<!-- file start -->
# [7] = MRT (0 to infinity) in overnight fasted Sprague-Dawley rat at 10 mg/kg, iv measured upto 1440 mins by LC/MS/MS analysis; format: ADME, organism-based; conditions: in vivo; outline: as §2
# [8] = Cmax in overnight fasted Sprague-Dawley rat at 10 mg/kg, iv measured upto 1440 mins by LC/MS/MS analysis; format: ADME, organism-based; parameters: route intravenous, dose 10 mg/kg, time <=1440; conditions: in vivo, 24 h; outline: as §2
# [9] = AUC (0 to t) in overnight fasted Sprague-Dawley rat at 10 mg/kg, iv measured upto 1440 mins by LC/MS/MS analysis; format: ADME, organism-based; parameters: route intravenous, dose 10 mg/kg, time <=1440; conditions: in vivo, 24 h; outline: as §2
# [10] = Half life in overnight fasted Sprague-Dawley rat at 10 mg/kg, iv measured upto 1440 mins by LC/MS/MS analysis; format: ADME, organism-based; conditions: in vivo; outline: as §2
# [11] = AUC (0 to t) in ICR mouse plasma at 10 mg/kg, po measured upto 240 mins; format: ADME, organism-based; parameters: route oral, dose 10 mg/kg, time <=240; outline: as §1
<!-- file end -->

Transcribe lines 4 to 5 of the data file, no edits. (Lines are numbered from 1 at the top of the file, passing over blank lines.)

# [10] = Half life in overnight fasted Sprague-Dawley rat at 10 mg/kg, iv measured upto 1440 mins by LC/MS/MS analysis; format: ADME, organism-based; conditions: in vivo; outline: as §2
# [11] = AUC (0 to t) in ICR mouse plasma at 10 mg/kg, po measured upto 240 mins; format: ADME, organism-based; parameters: route oral, dose 10 mg/kg, time <=240; outline: as §1